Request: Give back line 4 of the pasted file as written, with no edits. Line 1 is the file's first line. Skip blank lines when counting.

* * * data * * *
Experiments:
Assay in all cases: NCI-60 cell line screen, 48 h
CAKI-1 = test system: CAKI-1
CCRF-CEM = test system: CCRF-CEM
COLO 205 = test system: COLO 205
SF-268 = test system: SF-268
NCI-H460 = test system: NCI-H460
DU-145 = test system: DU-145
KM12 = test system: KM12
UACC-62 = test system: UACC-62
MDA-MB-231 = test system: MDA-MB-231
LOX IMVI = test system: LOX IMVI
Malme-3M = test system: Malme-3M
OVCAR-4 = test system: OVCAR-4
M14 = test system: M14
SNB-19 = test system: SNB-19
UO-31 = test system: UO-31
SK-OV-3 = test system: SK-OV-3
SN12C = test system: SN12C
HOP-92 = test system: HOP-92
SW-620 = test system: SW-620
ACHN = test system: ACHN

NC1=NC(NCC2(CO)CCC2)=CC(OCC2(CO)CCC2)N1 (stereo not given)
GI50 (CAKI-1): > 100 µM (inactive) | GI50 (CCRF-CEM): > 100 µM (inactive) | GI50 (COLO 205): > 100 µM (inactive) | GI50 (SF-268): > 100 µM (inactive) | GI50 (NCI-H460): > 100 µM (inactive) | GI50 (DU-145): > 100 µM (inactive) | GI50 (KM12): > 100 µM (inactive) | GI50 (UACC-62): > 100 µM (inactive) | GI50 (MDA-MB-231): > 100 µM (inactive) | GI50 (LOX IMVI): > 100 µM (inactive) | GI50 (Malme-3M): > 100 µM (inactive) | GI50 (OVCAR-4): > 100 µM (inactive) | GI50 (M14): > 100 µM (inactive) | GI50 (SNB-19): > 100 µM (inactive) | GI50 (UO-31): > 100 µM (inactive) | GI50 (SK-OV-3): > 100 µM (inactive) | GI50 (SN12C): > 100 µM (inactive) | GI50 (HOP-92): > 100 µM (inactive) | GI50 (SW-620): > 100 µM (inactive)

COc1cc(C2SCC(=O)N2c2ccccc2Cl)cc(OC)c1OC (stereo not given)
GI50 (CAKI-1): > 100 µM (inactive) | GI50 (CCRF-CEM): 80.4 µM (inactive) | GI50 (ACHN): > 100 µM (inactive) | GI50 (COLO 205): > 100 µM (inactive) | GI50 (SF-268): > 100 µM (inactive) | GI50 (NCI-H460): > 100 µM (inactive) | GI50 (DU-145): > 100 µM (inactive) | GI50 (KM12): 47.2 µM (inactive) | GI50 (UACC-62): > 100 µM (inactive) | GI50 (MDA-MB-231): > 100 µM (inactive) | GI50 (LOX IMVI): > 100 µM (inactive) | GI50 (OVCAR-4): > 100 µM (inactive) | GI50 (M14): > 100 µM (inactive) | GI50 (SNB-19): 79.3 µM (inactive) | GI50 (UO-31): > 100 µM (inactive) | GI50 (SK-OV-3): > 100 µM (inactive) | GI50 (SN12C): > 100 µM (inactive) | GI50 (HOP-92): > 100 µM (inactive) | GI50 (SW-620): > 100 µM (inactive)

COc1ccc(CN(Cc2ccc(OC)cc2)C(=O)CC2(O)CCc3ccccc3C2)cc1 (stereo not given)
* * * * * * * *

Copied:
CCRF-CEM = test system: CCRF-CEM